Moussaoui jurors seek legal guidance

March 31, 2006|By LOS ANGELES TIMES

ALEXANDRIA, Va. -- Jurors in the Zacarias Moussaoui trial went home yesterday without reaching a verdict, after asking for legal guidance on one of the capital murder charges against him, which says he conspired to use "weapons of mass destruction."

The jurors asked U.S. District Judge Leonie M. Brinkema for a legal definition of that phrase, and she told them that in this case it meant turning airplanes into "missiles, bombs or similar devices."

The charge is a component of one of the key allegations against the 37-year-old Moussaoui, who was arrested three weeks before the Sept. 11, 2001, attacks. He testified Monday that his role in the conspiracy was to have been flying a jumbo jet into the White House the morning of the attacks.

Moussaoui has pleaded guilty. The jury's task is to decide whether he is eligible for the death penalty because he lied to FBI agents after his arrest. Prosecutors say that if he had cooperated with authorities about the Sept. 11 plot, the government could have extracted enough information from him to stop the 19 hijackers.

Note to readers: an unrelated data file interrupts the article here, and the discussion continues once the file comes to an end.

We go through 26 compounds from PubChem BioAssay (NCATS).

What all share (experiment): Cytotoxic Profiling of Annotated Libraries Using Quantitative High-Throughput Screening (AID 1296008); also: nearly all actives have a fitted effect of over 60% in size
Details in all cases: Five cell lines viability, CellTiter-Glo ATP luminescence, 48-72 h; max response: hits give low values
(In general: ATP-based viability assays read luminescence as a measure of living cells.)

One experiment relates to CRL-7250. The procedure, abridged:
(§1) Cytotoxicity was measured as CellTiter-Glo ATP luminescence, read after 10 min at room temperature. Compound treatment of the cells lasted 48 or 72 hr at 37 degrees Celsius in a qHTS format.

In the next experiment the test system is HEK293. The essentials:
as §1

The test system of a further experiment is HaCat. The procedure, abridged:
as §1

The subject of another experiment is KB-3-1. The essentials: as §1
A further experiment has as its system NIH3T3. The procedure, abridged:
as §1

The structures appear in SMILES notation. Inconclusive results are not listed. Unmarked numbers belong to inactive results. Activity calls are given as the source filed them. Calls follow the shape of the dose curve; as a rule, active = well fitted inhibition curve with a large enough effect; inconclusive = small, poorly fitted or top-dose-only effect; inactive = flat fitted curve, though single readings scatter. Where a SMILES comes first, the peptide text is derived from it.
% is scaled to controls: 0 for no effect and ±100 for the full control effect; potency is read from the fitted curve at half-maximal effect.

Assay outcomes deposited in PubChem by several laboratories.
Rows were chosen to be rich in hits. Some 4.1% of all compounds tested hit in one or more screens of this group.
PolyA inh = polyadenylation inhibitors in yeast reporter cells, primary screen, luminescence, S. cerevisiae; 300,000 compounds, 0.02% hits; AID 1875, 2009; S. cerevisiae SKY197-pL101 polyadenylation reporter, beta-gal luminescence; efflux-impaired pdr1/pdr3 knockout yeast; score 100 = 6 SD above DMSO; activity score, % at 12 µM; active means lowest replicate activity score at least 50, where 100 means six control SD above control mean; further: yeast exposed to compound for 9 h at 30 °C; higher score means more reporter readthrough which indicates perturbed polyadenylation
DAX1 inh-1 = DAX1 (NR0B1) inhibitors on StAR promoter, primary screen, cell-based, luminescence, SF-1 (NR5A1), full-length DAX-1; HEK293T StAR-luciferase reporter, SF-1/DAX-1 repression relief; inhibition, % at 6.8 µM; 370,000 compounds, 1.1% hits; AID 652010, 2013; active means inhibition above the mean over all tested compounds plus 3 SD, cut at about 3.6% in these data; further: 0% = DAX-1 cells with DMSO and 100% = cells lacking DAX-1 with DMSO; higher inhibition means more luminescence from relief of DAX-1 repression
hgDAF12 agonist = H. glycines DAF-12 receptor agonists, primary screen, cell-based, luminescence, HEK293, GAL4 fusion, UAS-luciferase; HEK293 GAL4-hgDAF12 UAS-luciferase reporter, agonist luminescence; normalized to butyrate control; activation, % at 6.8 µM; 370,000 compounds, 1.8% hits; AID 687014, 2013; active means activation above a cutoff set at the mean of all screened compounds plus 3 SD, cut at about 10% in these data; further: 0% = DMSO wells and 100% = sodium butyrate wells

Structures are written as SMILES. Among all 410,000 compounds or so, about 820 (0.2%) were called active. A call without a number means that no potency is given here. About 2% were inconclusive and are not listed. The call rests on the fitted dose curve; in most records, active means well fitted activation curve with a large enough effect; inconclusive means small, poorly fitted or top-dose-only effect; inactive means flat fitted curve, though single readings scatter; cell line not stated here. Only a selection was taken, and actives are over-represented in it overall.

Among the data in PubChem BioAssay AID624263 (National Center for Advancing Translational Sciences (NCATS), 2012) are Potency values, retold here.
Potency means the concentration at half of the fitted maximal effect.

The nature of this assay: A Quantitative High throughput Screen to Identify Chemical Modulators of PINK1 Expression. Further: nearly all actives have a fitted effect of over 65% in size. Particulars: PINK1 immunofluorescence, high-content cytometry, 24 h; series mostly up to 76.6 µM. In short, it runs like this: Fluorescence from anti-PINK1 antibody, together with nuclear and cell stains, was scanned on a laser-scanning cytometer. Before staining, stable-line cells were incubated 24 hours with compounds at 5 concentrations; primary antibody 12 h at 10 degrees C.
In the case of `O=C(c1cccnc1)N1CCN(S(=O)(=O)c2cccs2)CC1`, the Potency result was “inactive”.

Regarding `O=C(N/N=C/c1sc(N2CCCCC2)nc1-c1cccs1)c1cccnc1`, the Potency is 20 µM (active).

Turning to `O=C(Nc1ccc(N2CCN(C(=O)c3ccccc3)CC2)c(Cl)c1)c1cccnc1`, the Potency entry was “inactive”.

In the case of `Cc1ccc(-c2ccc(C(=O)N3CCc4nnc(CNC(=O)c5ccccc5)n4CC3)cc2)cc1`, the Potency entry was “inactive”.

The defense is arguing that the federal law enforcement apparatus at that time was so disjointed that officials never would have unraveled the plot even with Moussaoui's help.

Yesterday was the first full day of deliberations. Jurors are to resume work today.

In another development, the court unsealed transcripts of closed hearings between prosecutors and defense lawyers on March 21, during which it was disclosed that the U.S. attorney's office in Philadelphia is investigating the conduct of Carla J. Martin.

Martin, a senior attorney with the Transportation Security Administration, is accused of improperly tampering with aviation witnesses whom prosecutors and defense lawyers had planned to call to the stand during the trial.

According to evidence and testimony against her, Martin sent the witnesses copies of court transcripts and coached them about their planned testimony, in violation of a February order by Brinkema against witness-tampering.

The judge was incensed, and severely restricted the amount of aviation testimony in the trial. As it turned out, prosecutors called one federal aviation official.

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